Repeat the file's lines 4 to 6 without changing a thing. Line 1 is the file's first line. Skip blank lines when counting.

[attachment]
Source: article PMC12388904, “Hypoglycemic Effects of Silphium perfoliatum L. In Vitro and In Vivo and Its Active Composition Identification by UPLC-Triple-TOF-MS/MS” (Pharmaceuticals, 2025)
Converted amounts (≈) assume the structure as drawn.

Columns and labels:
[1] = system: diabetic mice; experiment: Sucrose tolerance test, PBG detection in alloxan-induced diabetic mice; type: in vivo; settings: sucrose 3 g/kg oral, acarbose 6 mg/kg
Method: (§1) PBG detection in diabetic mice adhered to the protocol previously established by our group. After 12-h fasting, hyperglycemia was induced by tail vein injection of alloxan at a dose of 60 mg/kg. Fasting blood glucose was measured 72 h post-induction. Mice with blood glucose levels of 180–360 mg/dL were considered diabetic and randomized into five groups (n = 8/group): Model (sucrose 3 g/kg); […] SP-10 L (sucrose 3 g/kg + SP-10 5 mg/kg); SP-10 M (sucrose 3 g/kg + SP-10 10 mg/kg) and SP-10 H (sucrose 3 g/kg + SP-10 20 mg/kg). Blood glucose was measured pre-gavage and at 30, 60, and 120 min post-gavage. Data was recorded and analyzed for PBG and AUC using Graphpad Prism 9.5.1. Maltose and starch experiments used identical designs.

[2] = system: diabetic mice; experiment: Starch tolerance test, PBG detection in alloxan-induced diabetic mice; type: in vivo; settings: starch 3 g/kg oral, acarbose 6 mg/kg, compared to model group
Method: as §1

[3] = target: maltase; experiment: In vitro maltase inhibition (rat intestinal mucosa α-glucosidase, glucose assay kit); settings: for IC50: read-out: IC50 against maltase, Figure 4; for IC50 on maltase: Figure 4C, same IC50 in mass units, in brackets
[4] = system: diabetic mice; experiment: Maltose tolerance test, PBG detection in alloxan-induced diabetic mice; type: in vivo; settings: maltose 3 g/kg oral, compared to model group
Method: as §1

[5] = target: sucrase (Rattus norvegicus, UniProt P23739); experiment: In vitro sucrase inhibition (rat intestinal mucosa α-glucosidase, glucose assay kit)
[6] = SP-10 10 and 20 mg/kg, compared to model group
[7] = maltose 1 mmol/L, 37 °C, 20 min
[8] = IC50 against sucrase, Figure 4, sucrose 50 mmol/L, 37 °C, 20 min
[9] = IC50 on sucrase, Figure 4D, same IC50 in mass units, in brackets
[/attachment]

[1] = system: diabetic mice; experiment: Sucrose tolerance test, PBG detection in alloxan-induced diabetic mice; type: in vivo; settings: sucrose 3 g/kg oral, acarbose 6 mg/kg
Method: (§1) PBG detection in diabetic mice adhered to the protocol previously established by our group. After 12-h fasting, hyperglycemia was induced by tail vein injection of alloxan at a dose of 60 mg/kg. Fasting blood glucose was measured 72 h post-induction. Mice with blood glucose levels of 180–360 mg/dL were considered diabetic and randomized into five groups (n = 8/group): Model (sucrose 3 g/kg); […] SP-10 L (sucrose 3 g/kg + SP-10 5 mg/kg); SP-10 M (sucrose 3 g/kg + SP-10 10 mg/kg) and SP-10 H (sucrose 3 g/kg + SP-10 20 mg/kg). Blood glucose was measured pre-gavage and at 30, 60, and 120 min post-gavage. Data was recorded and analyzed for PBG and AUC using Graphpad Prism 9.5.1. Maltose and starch experiments used identical designs.

[2] = system: diabetic mice; experiment: Starch tolerance test, PBG detection in alloxan-induced diabetic mice; type: in vivo; settings: starch 3 g/kg oral, acarbose 6 mg/kg, compared to model group